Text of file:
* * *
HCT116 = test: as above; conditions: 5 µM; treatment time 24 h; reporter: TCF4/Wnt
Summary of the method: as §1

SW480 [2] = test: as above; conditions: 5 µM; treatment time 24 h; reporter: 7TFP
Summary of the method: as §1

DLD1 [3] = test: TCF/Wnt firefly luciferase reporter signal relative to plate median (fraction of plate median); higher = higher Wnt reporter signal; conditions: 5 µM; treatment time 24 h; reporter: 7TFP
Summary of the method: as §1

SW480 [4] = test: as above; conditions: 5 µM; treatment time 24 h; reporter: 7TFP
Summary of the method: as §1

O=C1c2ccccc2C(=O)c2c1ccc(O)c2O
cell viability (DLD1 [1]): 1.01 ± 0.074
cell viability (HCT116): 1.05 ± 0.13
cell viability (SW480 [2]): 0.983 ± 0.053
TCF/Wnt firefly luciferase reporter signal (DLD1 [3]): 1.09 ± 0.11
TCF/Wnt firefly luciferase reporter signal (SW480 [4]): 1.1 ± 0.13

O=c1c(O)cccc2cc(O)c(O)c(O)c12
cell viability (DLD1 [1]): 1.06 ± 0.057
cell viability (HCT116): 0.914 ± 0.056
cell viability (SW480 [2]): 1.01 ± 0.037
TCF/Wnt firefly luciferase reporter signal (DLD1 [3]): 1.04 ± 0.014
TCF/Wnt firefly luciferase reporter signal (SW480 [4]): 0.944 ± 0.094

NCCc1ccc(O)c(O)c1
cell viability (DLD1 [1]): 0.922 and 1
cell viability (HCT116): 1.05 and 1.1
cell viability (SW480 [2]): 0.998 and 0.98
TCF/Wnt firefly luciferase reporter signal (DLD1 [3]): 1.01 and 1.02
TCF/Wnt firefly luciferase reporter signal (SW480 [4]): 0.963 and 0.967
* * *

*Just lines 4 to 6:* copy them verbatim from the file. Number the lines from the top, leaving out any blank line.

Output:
Summary of the method: as §1

DLD1 [3] = test: TCF/Wnt firefly luciferase reporter signal relative to plate median (fraction of plate median); higher = higher Wnt reporter signal; conditions: 5 µM; treatment time 24 h; reporter: 7TFP
Summary of the method: as §1